Arts in New York City: Baruch College, Fall 2008, Professor Roslyn Bernstein
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Category — Cultural Expressions

Sam Freedman Explains “Who She Was”

             First and foremost Samuel Freedman is know to the world as a widely read New York Times columnist, author and professor at Columbia University’s School of Journalism. To our IDC class and to anyone who has read his book “Who She Was”, he is a penitent son.

            Courteous as befits a man of his intelligence he entered our class a few minutes late with an apology and a reminder to Professor Bernstein that he had sent her two messages to alert her to his lateness. Even with deadlines earlier that morning he still took the time to come speak to our class. Mr. Freedman showed us immense presence of mind.           

He confessed in our class, as he looked down at his black patent leather shoes and nondescript dark slacks, “He wasn’t a very good son”. This confession is the first part to an explanation as to why he would write a book about his mother. Mothers are very interesting I suppose because everyone has one it is a universal subject. It was not impulse that drove him as he realized at her burial that he did not know her, it was guilt.

Running his hand back against his prickly salt and pepper hair he admitted he was “complicit on the silence of that subject”. He sugar coated his confession with a lower more even tone as he shifted side to side at the edge of the table at the front of the classroom, that he was at times uncommunicative and condemning of his mother. As he smiled at our questions and raised his shaggy eyebrows at some of them it was clear that he hadn’t quite gotten over this guilt in writing this book. He was as he put it “filled with shame and remorse at not being a more attentive son and better to her when she was sick”.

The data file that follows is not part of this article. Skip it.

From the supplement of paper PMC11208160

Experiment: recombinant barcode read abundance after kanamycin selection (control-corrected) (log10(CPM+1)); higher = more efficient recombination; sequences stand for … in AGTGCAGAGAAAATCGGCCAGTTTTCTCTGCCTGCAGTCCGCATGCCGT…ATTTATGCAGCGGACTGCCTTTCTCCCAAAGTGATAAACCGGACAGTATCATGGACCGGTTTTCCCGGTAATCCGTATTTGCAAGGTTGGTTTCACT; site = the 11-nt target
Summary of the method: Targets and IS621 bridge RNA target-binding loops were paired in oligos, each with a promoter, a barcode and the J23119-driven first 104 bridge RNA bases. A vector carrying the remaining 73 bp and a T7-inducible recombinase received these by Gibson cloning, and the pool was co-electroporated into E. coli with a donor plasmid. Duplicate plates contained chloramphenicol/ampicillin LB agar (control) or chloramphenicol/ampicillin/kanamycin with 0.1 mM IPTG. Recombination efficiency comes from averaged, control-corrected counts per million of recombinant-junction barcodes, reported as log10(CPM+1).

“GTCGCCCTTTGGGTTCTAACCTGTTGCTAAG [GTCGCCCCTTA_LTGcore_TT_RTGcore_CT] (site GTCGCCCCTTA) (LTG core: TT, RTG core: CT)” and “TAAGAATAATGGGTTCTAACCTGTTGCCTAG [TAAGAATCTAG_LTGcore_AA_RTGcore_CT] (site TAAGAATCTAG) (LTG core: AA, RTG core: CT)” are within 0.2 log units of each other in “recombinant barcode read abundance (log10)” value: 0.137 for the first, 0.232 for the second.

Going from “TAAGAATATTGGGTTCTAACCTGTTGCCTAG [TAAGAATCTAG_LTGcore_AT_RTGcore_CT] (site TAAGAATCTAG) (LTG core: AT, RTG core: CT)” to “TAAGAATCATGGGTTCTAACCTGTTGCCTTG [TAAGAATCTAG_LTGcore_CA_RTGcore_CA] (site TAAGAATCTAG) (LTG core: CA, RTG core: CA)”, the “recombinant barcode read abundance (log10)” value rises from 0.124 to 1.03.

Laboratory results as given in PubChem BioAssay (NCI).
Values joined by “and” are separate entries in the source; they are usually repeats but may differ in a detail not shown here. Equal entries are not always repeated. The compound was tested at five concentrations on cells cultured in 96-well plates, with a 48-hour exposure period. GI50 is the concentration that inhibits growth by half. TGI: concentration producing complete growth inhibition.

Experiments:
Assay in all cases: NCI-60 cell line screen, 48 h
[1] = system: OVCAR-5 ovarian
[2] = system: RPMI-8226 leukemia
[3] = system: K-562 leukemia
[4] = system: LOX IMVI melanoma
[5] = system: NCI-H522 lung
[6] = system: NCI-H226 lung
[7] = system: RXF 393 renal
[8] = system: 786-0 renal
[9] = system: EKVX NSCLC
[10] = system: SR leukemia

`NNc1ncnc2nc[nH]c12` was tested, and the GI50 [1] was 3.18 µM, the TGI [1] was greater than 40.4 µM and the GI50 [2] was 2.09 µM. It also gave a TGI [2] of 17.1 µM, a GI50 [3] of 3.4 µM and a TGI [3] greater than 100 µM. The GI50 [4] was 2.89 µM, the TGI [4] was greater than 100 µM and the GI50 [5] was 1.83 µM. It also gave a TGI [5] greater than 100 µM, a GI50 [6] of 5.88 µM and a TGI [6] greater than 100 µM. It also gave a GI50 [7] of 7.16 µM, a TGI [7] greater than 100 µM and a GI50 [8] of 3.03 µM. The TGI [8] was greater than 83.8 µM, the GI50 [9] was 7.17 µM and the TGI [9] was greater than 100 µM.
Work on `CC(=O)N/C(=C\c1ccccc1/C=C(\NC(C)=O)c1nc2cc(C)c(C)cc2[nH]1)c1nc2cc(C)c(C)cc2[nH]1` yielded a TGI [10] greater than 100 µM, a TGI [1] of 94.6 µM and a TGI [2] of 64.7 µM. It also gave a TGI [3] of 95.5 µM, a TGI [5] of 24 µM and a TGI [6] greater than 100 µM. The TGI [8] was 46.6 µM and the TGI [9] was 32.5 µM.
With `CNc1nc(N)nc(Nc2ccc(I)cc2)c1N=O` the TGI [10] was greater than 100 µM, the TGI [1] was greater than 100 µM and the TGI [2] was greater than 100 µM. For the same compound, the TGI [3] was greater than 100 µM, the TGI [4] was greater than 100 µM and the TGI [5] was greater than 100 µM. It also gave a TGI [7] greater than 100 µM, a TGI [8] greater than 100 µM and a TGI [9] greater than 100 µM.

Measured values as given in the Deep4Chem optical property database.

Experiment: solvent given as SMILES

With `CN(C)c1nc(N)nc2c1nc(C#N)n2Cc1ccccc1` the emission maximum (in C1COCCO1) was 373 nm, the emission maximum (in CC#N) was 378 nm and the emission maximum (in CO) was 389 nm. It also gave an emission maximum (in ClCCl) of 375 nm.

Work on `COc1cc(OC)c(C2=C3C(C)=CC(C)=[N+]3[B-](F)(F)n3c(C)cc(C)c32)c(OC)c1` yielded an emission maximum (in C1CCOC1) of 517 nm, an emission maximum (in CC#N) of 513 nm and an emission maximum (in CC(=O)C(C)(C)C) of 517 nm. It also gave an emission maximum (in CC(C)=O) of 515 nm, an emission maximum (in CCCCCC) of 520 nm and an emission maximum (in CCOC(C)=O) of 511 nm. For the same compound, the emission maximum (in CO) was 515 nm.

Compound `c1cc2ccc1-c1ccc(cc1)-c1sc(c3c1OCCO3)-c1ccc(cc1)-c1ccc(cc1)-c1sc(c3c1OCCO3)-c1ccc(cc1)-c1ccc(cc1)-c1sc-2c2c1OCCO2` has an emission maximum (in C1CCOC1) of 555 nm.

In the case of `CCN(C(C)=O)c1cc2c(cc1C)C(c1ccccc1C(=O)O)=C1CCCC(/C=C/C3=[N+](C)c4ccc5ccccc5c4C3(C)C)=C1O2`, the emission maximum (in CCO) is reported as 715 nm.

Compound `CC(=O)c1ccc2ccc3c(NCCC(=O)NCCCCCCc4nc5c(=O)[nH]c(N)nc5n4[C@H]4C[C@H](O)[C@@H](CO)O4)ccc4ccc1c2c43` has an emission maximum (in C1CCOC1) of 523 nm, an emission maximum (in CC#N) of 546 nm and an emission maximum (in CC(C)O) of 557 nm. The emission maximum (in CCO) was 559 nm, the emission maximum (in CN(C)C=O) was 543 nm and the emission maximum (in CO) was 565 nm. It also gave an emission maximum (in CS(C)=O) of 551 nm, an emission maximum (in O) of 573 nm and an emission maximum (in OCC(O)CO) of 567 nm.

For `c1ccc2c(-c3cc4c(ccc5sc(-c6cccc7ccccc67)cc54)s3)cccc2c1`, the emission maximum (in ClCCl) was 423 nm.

I believe his guilt motivated him to research the aspects of her life with a “fanatical” attention to detail. He “knew what she was” but not “how she got there” and in saying that he acknowledged that he unfairly cast judgment on her. According the Professor Freedman if you “write about your own specific experiences and if done right, readers bring own experiences with reading and find connections”. It is sad for a young, idealistic student such as myself to admit this but theme of a son unable to reconcile with a parent is universal. Any adult with that much influence and proximity to a young child is bound to create disputes and disagreements. He believes in the “Periodic table of human nature – everything in material world can be broken down to finite elements; no matter what happens in human existence, everything breaks down to love, hate, disappointment, human personality, as long as you’re true to those, people will find the points of connection”. These themes are not all sad but Samuel Freedman is correct in his assertion that human beings sometimes relate to each other less in aspects in happiness and more in aspects of suffering because the later is just so much more prevalent.

            His final piece of advice to a group of idealistic and high achieving students that compromise Professor Bernstein’s Art’s In New York class addressed the future. As young individuals we will all eventually become parents ourselves. He warned us to be careful of denying our children of their “hearts desire”. If it is not something that “will kill them like drugs or something be careful of denying them that”. His mother was denied a chance of a happy marriage based on her love for Charlie and that is how she changed. I still find it unsettling how he could write in such a detached manner about his mother, someone who was in his life for so long. Only in addressing her past and sharing it was he able to find some sort of redemption. In forgiving her for her he forgives himself for the lack of communication between them. The book is written and published and he can move on to the future now.

December 16, 2008   Comments Off on Sam Freedman Explains “Who She Was”